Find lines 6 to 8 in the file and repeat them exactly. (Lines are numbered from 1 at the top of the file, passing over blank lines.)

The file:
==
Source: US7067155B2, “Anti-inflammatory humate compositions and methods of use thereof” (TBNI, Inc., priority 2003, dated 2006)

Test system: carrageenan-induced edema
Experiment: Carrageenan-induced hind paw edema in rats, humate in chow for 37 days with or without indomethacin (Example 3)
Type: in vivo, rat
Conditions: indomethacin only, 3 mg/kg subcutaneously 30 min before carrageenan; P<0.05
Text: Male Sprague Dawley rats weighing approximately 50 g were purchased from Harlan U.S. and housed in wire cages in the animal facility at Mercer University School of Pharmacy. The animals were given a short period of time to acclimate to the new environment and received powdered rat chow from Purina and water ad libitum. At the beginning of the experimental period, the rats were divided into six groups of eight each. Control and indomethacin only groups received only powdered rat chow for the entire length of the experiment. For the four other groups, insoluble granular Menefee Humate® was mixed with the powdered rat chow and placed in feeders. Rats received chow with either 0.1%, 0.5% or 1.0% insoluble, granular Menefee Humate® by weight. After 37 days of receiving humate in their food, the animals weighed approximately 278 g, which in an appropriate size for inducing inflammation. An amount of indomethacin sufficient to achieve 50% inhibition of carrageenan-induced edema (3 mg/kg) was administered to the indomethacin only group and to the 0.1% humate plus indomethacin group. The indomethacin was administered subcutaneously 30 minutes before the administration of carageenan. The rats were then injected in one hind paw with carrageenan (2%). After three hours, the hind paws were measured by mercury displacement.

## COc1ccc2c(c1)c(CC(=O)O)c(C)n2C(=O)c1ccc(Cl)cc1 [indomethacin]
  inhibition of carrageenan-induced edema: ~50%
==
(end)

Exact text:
Text: Male Sprague Dawley rats weighing approximately 50 g were purchased from Harlan U.S. and housed in wire cages in the animal facility at Mercer University School of Pharmacy. The animals were given a short period of time to acclimate to the new environment and received powdered rat chow from Purina and water ad libitum. At the beginning of the experimental period, the rats were divided into six groups of eight each. Control and indomethacin only groups received only powdered rat chow for the entire length of the experiment. For the four other groups, insoluble granular Menefee Humate® was mixed with the powdered rat chow and placed in feeders. Rats received chow with either 0.1%, 0.5% or 1.0% insoluble, granular Menefee Humate® by weight. After 37 days of receiving humate in their food, the animals weighed approximately 278 g, which in an appropriate size for inducing inflammation. An amount of indomethacin sufficient to achieve 50% inhibition of carrageenan-induced edema (3 mg/kg) was administered to the indomethacin only group and to the 0.1% humate plus indomethacin group. The indomethacin was administered subcutaneously 30 minutes before the administration of carageenan. The rats were then injected in one hind paw with carrageenan (2%). After three hours, the hind paws were measured by mercury displacement.

## COc1ccc2c(c1)c(CC(=O)O)c(C)n2C(=O)c1ccc(Cl)cc1 [indomethacin]
  inhibition of carrageenan-induced edema: ~50%